Government's short-term fixes still leave childcare sector at risk
The federal government yesterday announced a relief package for childcare providers affected by extended lockdowns.
Childcare services in Commonwealth-declared hotspots will be eligible for payments of 25% of their pre-lockdown revenue. Outside-school-hours-care services will be eligible for payments of 40%.
Childcare centres must be experiencing a 50% drop in attendance, and agree to a fee freeze for the duration of support.
About 60% of childcare centres in Sydney reportedly had less than half their usual number of children. In Melbourne, the reported expectation is attendance would settle at about 40-50%.
Prime Minister Scott Morrison said the payments would immediately help around 3,600 childcare services in Greater Sydney. In Greater Melbourne, the package will assist about 2,300 services and nearly 300 in the ACT.
This is the second time in two years the pandemic has brought parts of Australia’s childcare system to the verge of collapse. Last year, the government put in place several rescue packages for childcare and out-of-school-hours-care services.
But unlike in 2020, the recently announced package falls short of meeting the full costs of closure.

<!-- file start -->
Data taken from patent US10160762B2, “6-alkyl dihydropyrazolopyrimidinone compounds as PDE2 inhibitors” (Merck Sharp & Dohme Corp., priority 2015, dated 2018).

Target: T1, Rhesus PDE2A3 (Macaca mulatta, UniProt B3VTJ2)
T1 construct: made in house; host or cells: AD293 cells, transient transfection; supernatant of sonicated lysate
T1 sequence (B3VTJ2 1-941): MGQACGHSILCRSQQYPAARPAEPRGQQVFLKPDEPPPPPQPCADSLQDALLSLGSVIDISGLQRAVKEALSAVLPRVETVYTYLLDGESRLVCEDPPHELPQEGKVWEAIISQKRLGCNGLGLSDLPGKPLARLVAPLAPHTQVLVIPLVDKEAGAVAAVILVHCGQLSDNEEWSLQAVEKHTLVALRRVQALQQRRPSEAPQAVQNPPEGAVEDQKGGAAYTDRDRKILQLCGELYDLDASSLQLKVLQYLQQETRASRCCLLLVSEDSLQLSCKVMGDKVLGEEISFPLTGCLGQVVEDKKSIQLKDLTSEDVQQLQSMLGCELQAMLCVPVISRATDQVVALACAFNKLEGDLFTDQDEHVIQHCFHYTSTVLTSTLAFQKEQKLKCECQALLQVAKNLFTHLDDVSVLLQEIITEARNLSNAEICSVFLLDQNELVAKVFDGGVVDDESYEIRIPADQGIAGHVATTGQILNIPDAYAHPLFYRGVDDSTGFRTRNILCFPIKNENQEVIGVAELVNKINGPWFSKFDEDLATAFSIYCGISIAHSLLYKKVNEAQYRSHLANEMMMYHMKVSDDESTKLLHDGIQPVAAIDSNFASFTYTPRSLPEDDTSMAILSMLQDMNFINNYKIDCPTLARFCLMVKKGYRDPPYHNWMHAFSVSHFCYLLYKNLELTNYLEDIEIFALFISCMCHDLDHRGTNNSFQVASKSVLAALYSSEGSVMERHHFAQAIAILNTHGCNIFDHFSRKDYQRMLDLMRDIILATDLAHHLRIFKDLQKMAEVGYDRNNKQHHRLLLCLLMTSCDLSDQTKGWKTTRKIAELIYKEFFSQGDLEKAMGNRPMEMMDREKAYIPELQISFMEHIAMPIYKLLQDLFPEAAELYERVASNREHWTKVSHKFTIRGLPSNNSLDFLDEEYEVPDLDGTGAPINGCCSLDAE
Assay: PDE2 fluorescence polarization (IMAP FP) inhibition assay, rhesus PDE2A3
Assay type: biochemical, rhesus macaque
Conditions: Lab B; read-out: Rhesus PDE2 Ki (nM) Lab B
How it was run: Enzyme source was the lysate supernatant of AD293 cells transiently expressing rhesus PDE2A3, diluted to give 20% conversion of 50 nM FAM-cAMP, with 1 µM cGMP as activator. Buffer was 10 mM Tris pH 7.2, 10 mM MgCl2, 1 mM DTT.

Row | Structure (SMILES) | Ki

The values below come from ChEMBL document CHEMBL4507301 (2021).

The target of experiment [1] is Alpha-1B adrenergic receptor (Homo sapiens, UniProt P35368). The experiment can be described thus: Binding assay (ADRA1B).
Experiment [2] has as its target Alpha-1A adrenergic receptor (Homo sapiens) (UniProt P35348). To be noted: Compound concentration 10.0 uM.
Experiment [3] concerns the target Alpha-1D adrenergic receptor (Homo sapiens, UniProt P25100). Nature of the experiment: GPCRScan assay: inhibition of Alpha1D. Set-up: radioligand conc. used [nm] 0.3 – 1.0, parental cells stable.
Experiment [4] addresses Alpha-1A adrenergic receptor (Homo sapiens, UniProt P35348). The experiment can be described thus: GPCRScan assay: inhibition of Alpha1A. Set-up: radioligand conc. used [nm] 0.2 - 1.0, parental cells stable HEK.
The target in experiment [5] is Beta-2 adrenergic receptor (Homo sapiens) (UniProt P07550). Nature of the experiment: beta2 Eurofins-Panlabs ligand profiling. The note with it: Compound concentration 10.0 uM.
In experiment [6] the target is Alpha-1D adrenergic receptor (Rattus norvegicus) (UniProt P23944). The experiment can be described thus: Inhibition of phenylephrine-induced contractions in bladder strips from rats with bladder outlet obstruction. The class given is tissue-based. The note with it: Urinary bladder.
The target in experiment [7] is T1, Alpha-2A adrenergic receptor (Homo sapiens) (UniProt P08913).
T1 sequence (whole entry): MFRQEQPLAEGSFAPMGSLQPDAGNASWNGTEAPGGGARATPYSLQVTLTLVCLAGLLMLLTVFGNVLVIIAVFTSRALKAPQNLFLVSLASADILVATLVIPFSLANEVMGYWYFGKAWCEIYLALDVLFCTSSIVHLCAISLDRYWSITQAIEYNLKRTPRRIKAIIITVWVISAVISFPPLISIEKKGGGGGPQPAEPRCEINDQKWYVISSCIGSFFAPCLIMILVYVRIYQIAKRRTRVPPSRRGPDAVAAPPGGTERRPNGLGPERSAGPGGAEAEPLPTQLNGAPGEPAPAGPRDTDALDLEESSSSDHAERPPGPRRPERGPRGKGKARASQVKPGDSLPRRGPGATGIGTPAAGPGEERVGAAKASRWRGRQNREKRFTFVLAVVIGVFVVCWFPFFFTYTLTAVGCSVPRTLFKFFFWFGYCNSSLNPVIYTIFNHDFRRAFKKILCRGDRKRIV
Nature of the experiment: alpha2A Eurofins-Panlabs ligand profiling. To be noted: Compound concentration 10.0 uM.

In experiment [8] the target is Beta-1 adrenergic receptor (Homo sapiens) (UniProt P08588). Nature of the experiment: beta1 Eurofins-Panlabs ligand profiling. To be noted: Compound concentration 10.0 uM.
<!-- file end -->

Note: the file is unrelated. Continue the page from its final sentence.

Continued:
The most recent announcement means the federal government will meet most, but not all, the fee revenue childcare services collect. Parents whose children are still attending childcare may be asked to pay gap fees.
What does this package mean for providers?
Around 160 childcare centres have reportedly closed nationally due to the immediate risk of COVID transmission.
In Victoria, childcare and preschools are open to children who have at least one parent or guardian with a valid authorised worker permit, working either at home or on site, and who can’t make alternative supervision arrangements.
In NSW, parents and families are strongly encouraged to keep their children at home.
Australia’s childcare is provided by a mixture of for-profit and not-for-profit services who usually charge on a per hour or daily basis.